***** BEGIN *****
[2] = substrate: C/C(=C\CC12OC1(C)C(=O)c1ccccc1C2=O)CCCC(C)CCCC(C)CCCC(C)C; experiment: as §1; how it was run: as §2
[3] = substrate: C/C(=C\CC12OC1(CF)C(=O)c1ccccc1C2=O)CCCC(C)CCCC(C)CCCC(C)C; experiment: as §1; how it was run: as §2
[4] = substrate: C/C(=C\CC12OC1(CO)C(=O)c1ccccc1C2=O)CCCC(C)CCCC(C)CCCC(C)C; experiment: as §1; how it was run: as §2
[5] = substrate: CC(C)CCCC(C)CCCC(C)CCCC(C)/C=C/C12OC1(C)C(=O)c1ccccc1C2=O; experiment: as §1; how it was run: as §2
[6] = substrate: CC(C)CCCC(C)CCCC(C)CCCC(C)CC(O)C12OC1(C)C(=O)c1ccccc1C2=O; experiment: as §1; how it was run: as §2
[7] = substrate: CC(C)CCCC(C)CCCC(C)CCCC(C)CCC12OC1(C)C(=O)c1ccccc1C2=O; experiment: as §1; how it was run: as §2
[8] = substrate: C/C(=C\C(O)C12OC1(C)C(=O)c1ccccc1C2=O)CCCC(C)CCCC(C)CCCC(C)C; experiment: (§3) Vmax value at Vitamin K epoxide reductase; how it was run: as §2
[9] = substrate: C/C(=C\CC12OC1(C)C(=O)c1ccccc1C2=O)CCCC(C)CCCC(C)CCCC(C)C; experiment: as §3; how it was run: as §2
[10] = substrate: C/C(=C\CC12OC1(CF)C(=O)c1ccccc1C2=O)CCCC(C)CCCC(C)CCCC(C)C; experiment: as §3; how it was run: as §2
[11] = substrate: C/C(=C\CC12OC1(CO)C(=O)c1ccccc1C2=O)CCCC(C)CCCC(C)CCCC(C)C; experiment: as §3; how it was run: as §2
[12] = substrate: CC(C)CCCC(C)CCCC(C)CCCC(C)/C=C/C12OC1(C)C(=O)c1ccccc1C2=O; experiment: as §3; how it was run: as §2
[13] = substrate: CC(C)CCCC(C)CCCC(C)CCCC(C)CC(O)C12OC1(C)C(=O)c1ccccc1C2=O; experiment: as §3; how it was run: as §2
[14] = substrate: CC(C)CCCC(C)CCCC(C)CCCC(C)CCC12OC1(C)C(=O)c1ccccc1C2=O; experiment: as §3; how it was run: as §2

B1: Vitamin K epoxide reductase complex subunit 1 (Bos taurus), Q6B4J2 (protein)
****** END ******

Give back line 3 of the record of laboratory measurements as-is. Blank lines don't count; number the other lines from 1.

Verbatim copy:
[4] = substrate: C/C(=C\CC12OC1(CO)C(=O)c1ccccc1C2=O)CCCC(C)CCCC(C)CCCC(C)C; experiment: as §1; how it was run: as §2